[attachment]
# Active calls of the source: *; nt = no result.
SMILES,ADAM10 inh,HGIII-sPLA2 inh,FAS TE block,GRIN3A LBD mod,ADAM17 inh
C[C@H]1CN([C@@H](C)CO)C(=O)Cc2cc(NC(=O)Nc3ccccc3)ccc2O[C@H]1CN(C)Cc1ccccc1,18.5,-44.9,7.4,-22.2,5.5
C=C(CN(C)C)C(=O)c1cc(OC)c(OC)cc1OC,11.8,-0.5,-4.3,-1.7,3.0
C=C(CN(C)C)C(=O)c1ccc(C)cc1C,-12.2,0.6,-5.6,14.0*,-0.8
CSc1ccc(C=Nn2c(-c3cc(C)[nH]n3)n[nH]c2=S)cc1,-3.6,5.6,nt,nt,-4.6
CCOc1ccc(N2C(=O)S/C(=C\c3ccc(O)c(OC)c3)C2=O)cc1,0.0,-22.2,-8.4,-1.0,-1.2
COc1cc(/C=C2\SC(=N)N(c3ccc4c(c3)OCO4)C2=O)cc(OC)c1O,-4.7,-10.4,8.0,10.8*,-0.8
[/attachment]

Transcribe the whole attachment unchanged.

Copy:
# Active calls of the source: *; nt = no result.
SMILES,ADAM10 inh,HGIII-sPLA2 inh,FAS TE block,GRIN3A LBD mod,ADAM17 inh
C[C@H]1CN([C@@H](C)CO)C(=O)Cc2cc(NC(=O)Nc3ccccc3)ccc2O[C@H]1CN(C)Cc1ccccc1,18.5,-44.9,7.4,-22.2,5.5
C=C(CN(C)C)C(=O)c1cc(OC)c(OC)cc1OC,11.8,-0.5,-4.3,-1.7,3.0
C=C(CN(C)C)C(=O)c1ccc(C)cc1C,-12.2,0.6,-5.6,14.0*,-0.8
CSc1ccc(C=Nn2c(-c3cc(C)[nH]n3)n[nH]c2=S)cc1,-3.6,5.6,nt,nt,-4.6
CCOc1ccc(N2C(=O)S/C(=C\c3ccc(O)c(OC)c3)C2=O)cc1,0.0,-22.2,-8.4,-1.0,-1.2
COc1cc(/C=C2\SC(=N)N(c3ccc4c(c3)OCO4)C2=O)cc(OC)c1O,-4.7,-10.4,8.0,10.8*,-0.8